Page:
This long-anticipated sequel to Ridley Scott’s 1982 classic captured plenty of buzz and critical acclaim upon its release. But sadly, it didn’t bring in an equal amount of dollars. In the U.S., the neo-noir sci-fi film made just $92.1 million, a fraction of its $150 million production budget. That doesn’t mean it was a bust, though. Internationally, the $167.2 million in earnings added some commercial recovery for the Ryan Gosling and Harrison Ford-starring film. Interestingly, it wasn’t a strong showing in China that helped boost international numbers, as was the case with so many other films on this list, but rather a decent showing across the board in a wide number of countries.
‘The Great Wall’
Not even the beloved Matt Damon could convince Americans to come out and see this 2016 Chinese co-production, which made just $45 million domestically compared to $289 million internationally. It isn’t surprising in this case since the film was developed in a partnership between a Chinese studio an American one, combining the acting efforts of Damon with direction from China’s Zhang Yimou. Of the $289 million in international earnings, a reported $170 million came from China alone, though that was still considered an overall disappointment.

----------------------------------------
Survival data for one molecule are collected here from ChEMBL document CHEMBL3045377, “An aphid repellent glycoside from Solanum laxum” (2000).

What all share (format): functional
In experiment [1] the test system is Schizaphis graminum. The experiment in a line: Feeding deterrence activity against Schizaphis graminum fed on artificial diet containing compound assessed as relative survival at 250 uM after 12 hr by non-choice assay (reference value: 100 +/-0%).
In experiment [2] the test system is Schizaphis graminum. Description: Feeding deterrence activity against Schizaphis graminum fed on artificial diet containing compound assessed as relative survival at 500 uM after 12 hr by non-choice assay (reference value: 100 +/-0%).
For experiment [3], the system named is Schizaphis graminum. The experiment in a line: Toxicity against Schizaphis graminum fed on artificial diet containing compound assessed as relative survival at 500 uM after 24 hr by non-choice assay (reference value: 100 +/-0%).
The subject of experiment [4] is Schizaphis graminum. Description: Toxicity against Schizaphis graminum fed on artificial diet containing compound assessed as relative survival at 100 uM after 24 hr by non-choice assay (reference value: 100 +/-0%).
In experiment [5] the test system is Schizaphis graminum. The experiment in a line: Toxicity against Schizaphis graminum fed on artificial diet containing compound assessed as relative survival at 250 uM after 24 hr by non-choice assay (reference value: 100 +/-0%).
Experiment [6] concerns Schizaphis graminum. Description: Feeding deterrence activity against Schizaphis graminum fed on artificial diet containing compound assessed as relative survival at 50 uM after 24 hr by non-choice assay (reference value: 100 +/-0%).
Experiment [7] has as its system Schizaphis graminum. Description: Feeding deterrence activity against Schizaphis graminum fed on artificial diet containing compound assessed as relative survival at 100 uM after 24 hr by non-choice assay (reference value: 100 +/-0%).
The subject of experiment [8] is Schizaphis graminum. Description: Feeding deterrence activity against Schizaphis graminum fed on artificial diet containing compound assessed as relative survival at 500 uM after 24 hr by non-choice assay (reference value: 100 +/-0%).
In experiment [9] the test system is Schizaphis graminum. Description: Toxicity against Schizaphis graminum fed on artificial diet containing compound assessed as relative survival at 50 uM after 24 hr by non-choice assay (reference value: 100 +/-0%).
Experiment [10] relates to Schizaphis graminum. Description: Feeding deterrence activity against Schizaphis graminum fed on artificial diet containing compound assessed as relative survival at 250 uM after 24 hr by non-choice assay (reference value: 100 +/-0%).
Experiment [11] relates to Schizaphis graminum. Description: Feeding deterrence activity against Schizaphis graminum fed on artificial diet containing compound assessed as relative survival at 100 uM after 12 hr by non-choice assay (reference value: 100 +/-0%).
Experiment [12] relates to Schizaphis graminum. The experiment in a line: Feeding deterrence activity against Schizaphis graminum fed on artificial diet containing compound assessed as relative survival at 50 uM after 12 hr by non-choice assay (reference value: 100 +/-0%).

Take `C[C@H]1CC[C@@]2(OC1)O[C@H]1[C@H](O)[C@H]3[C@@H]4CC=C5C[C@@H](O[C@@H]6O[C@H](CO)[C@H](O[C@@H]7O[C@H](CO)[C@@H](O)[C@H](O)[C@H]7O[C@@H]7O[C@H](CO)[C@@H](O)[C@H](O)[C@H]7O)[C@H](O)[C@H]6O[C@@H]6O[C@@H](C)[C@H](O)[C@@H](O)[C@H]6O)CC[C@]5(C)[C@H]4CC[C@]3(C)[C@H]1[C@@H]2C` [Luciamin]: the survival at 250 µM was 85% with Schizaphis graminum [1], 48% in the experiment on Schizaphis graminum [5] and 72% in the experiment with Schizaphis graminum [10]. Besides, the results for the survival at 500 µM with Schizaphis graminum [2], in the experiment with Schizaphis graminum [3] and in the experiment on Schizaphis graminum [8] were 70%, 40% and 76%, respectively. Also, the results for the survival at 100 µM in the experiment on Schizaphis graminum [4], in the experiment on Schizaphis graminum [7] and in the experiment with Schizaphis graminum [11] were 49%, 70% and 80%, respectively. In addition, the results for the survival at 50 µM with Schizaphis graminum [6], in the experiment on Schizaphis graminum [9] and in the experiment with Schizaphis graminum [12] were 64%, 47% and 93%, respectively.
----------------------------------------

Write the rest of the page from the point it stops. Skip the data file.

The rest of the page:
Jackie Chan remains solidly on Forbes’ list of highest paid actors, thanks to his popularity in Chinese films. But this 2017 American thriller, which stars Chan alongside Pierce Brosnan, suggests that the veteran actor might not have the same appeal in the U.S. he once did. It made $110 million worldwide, but only $34 million domestically. Not surprisingly, China contributed most to the international earnings, accounting for $80 million of the total international box office sales.